contrast, under statist conditions immigration is immigration by
"foreigners" from across state borders, and the decision
whom to exclude or include, and under what conditions, rests not
with a multitude of independent private property owners or neighborhoods
of owners, but with a single central (and centralizing) state-government
as the ultimate sovereign of all domestic residents and regarding
all of their properties (macro-migration). Now, if a domestic resident-owner
invites a person and arranges for his access onto his property but
the government excludes this person from the state territory, this
is a case of forced exclusion (a phenomenon that does not
exist in a natural order). On the other hand, if the government
admits a person while there is no domestic resident-owner who has
invited this person onto his property, this is a case of forced
integration (also non-existent in a natural order, where all
movement is invited).

III

In
order to comprehend the significance of this change from decentralized
admission by a multitude of property owners and owner-associations
(micro-migration) to centralized admission by a state (macro-migration),
and in particular in order to grasp the potentialities of forced
integration under statist conditions, it is necessary first to briefly
consider a state's policy of domestic migration. Based on
the state's definition as a territorial monopolist of legislation
and taxation and the assumption of "self-interest," the
basic features of its policy can be predicted.

Most
fundamentally, it can be predicted that the state's agents will
be interested in increasing (maximizing) tax revenues and/or expanding
the range of legislative interference with established private property
rights, but they will have little or no interest in actually doing
what a state is supposed to do: protecting private property owners
and their property from domestic and foreign invasion.

More
specifically, because taxes and legislative interference with private
property rights are not paid and accepted voluntarily but are met
with resistance, a state, to assure its own power to tax and legislate,
must have an existential interest in providing its agents access
to everyone and all property within the state's territory. In order
to accomplish this, a state must take control of (expropriate) all
existing private roads and then use its tax revenue to construct
more and additional "public" roads, places, parks and
lands, ultimately until everyone's private property borders onto
or is encircled by public lands and roads.

Many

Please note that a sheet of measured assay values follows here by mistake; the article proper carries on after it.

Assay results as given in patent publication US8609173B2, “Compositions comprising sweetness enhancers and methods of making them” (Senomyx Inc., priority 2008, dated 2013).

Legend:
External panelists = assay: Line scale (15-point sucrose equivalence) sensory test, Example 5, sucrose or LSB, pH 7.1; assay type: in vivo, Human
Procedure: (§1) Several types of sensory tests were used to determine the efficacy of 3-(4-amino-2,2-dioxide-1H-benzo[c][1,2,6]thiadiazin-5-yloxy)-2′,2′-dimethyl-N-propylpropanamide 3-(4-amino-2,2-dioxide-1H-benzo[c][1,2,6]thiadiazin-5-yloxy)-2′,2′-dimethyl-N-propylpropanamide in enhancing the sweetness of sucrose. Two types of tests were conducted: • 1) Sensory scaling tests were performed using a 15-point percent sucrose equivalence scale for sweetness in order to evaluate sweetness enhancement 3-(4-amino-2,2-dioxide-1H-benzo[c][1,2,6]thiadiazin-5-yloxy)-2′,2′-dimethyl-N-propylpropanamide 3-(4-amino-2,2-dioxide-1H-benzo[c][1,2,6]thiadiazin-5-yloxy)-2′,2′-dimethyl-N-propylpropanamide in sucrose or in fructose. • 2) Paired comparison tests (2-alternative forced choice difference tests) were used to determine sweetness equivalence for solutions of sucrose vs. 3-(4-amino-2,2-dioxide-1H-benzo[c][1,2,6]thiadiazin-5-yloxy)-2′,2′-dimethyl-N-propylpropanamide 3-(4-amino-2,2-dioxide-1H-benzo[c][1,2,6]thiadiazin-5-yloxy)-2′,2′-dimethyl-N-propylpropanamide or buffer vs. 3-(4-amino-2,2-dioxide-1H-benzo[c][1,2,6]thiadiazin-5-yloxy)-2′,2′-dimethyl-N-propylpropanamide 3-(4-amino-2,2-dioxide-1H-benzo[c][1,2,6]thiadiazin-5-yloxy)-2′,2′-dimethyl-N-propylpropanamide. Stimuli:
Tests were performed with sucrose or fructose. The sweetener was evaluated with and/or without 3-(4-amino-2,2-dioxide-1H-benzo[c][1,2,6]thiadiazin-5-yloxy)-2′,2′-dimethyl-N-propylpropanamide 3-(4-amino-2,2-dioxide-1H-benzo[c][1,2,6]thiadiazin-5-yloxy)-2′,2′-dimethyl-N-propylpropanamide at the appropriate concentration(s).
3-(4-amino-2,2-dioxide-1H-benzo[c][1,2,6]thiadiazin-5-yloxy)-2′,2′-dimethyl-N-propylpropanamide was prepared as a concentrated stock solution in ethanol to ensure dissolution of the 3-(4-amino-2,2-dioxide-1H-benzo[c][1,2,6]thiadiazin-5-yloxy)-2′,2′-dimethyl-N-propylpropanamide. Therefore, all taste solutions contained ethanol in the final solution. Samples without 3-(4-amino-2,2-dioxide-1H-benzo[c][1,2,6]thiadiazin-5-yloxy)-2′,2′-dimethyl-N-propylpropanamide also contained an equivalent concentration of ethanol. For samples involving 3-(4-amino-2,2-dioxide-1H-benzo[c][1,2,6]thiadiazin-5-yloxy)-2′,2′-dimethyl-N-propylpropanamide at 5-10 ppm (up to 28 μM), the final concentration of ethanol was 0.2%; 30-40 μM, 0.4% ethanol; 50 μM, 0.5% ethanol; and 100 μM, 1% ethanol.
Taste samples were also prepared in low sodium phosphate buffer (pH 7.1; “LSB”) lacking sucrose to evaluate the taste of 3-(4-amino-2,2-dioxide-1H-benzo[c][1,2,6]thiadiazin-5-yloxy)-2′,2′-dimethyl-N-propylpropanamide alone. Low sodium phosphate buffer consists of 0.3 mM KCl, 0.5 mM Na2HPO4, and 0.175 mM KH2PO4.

economists have argued that the existence of public roads indicates
an imperfection of the natural – free market – order. According
to them, the free market "under-produces" the so-called
"public" good of roads; and tax-funded public roads rectify
this deficiency and enhance overall economic efficiency (by facilitating
interregional movement and trade and lowering transaction costs).
Obviously, this is a somewhat starry-eyed view of things.

Free
markets do produce roads, although they may well produce
less and different roads than under statist conditions. And as viewed
from the perspective of a natural order, the increased production
of roads under statist conditions represents not an improvement
but an "over-production" or better yet "mal-production"
of roads. Public roads are not simply innocent and harmless facilitators
of interregional exchange. First and foremost they are facilitators
of state taxation and control. On public roads the government's
taxmen, police, and military can proceed directly to everyone's
doorstep.

In
addition, public roads and lands lead to a distortion and artificial
break-up of the spatial association and separation characteristic
of a natural order. As explained, there are reasons to be close
and inclusive, but there are also reasons to be physically distant
and separated from others. The over-production of roads occurring
under statist conditions means on the one hand that different communities
are brought into greater proximity to one another than they would
have preferred (on grounds of demonstrated preference). On the other
hand, it means that one coherent community is broken up and divided
by public roads.

Moreover,
under the particular assumption of a democratic state even
more specific predictions can be made. Almost by definition, a state's
territory extends over several ethno-culturally heterogeneous communities,
and dependent on recurring popular elections, a state-government
will predictably engage in redistributive policies. In an ethno-culturally
mixed territory this means playing one race, tribe, linguistic or
religious group against another; one class within anyone of these
groups against another (the rich vs. the poor, the capitalists vs.
the workers, etc.); and finally, mothers against fathers and children
against parents. The resulting income and wealth redistribution
is complex and varied. There are simple transfer payments from one
group to another, for instance. However, redistribution also has
a spatial aspect. In the realm of spatial relations it finds expression
in an ever more pervasive network of non-disciminatory "affirmative
action" policies imposed on private property owners.

An
owner's right to exclude others from his property is the means by